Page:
Energy homeostasis is regulated by a complex neuroendocrine system, of which the hypothalamus is the centre for said regulation. The functional disruption of the hypothalamic network causes hypothalamic obesity [1▪,2,3,4▪]. Recent studies have illuminated how the hypothalamus regulates appetite and satiety [1▪,5]. The disruptions causing hypothalamic obesity include brain tumours, neurosurgery, and/or cranial irradiation.
In this context, craniopharyngioma is a paradigmatic disease comprising different risk factors for hypothalamic obesity. Childhood-onset craniopharyngiomas are rare intracranial embryonal malformations of the sellar region [6▪,7▪]. These tumours show low-grade histological malignancy (WHO °I), frequently affect hypothalamic/pituitary regions and the optic chiasm. Hypothalamic involvement and/or treatment-related lesions to hypothalamic structures result in impaired physical and social functionality [8▪▪,9▪▪,10,11▪] that includes severe neuroendocrine sequelae, mainly hypothalamic obesity, with major negative impact on quality of life in surviving patients [1▪,6▪,8▪▪,9▪▪,10,12,13▪▪,14]. Unfortunately, attempts to control hypothalamic obesity with diet, exercise, and/or pharmacological treatments have not been satisfactory.
The review summarizes novel insights in hypothalamic appetite regulation, pathophysiology, aetiology, clinical characteristics, and treatment modalities for hypothalamic obesity in patients with childhood-onset craniopharyngioma.
EPIDEMIOLOGY, PATHOLOGY, AND CLINICAL PRESENTATION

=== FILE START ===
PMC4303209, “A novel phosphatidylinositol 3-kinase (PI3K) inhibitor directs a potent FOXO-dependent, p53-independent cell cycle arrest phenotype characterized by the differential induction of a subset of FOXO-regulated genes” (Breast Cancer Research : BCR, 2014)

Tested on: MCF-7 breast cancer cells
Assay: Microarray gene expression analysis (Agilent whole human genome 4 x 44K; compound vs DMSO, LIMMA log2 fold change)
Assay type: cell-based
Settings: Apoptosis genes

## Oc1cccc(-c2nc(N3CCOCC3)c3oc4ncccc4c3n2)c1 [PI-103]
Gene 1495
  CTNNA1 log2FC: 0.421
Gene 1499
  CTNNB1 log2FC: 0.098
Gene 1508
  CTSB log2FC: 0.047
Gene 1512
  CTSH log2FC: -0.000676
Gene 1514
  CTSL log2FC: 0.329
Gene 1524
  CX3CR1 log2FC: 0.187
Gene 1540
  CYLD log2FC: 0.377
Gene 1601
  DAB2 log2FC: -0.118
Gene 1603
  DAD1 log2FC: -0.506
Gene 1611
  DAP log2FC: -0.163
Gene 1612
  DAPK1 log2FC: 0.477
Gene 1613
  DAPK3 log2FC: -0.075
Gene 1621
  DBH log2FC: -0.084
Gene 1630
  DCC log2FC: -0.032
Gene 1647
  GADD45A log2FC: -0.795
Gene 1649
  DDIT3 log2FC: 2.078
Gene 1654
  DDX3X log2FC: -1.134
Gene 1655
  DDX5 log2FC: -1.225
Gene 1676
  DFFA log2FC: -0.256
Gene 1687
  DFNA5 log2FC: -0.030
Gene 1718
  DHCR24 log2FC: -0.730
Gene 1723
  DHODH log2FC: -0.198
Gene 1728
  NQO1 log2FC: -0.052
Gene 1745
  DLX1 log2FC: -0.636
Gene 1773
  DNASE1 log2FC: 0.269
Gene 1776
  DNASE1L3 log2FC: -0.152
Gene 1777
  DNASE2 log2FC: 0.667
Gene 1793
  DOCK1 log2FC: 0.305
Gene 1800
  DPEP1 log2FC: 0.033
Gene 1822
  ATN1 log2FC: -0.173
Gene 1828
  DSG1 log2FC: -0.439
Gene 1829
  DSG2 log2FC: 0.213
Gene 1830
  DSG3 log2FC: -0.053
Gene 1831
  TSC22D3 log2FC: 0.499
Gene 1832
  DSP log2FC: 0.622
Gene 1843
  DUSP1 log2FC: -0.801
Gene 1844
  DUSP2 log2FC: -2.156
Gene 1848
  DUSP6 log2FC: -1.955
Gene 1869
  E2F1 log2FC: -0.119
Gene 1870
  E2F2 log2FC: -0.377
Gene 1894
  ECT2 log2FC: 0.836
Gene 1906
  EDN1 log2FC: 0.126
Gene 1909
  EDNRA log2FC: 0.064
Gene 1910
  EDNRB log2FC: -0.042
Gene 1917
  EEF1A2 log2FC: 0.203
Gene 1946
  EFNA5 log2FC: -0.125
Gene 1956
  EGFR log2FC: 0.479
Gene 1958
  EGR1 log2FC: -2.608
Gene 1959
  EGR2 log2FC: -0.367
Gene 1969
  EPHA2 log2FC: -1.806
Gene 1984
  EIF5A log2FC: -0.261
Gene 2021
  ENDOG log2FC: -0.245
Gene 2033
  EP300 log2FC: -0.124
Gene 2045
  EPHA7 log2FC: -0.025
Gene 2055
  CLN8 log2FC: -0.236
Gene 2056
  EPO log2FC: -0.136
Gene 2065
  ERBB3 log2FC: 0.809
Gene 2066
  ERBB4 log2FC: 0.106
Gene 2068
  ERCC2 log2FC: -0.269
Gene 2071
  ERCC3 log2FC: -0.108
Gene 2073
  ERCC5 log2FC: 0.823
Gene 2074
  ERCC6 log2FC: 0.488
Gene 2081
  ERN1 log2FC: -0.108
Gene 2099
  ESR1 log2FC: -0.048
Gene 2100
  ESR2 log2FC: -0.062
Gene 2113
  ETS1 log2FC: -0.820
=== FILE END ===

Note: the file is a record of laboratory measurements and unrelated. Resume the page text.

Craniopharyngiomas are rare, with an incidence of 0.5 to two cases per million persons per year. A bimodal age distribution has been shown, with peak incidence rates in children of ages 5–14 years and adults of ages 50–74 years [15▪,16]. In childhood and adolescence, its histological type is usually adamantinomatous with cyst formation. More than 70% of the adamantinomatous type of craniopharyngioma bear a mutation of the β-catenin gene, which is not detectable in the adult papillary type of craniopharyngioma [17,18▪▪,19,20]. Recent reports [21,22] on molecular findings in adamantinomatous craniopharyngioma and a novel mouse model  indicate tentative perspectives on future treatment and prevention of hypothalamic infiltration in adamantinomatous craniopharyngioma . Brastianos et al.[25▪▪] reported on a BRAF mutation in 95% of papillary-type histology, which is not detectable in adamantinomatous craniopharyngioma. This specific finding has important relevance in differential diagnosis of sellar masses [26–28] and is a potential target for pharmaceutical therapy .